General Atomics Aeronautical Systems’ (GA-ASI) MQ-9B SkyGuardian remotely piloted aircraft (RPA) has successfully completed a flight through various classes of non-restricted airspace, marking a significant step towards certification.
The MQ-9B SkyGuardian took off from Laguna Airfield at Yuma Proving Grounds in Arizona, US, following approval from the US Federal Aviation Administration.
During the flight that lasted close to 105 minutes, the RPA travelled 275 miles and reached GA-ASI's Gray Butte Flight Operations facility near Palmdale in California, US.
GA-ASI CEO Linden Blue said: "This flight is another milestone in our progression towards delivering an RPA system that meets Nato airworthiness requirements for unmanned aircraft systems (UAS).
"MQ-9B SkyGuardian will be the first RPA system of its kind with a design-assurance level compliant with international type-certification standards, and can, therefore, be integrated more easily than legacy RPAs into civil airspace operations around the world."
The British Royal Air Force (RAF) is acquiring a weaponised variant of the RPA under the MQ-9B Protector programme.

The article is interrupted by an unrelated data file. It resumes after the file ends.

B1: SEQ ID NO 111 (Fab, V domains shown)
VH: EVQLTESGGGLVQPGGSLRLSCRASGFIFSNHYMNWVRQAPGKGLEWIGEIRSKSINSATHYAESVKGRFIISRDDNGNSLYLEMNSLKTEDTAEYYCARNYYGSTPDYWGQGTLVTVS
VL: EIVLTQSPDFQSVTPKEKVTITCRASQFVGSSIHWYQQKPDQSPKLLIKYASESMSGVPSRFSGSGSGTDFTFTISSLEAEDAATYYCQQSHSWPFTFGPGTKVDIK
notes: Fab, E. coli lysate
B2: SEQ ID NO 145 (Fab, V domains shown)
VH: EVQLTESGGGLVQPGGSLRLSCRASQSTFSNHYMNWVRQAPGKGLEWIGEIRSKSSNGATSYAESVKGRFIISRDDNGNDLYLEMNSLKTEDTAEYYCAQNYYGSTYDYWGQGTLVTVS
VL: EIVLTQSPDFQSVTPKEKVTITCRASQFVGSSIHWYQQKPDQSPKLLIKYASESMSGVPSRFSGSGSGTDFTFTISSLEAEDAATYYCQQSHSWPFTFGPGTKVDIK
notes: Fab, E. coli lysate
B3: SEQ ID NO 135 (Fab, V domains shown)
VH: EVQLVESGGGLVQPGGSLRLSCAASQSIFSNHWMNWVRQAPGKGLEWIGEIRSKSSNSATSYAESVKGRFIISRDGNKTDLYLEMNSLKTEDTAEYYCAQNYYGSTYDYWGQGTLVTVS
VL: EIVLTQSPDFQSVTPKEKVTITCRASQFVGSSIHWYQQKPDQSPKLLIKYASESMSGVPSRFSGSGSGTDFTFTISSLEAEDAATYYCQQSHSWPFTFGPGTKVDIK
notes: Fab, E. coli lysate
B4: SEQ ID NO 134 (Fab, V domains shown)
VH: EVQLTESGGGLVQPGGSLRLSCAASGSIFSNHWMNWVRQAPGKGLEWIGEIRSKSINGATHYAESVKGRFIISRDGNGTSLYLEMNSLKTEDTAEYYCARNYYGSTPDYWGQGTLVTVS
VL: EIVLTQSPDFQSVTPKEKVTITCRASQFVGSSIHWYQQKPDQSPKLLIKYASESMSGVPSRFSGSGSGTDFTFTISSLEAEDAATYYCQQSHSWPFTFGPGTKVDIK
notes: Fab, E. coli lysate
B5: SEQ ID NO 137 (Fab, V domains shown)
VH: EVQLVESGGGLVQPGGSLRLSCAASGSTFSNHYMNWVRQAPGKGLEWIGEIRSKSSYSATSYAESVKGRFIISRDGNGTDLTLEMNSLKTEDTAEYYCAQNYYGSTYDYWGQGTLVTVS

A maritime patrol variant of the system, SeaGuardian, is capable of supporting open-ocean and littoral surface surveillance activities.
All variants of the RPA have been designed to fly in excess of 35 hours with airspeeds up to 210k, and to reach altitudes of more than 40,000ft, GA-ASI stated.
The MQ-9B is a Stanag 4671 (Nato airworthiness standard for UAS) compliant version of the Predator B product line, according to the company.
The qualification testing for type-certification of MQ-9B will continue over the next two years, with plans to begin deliveries to the RAF early in the next decade.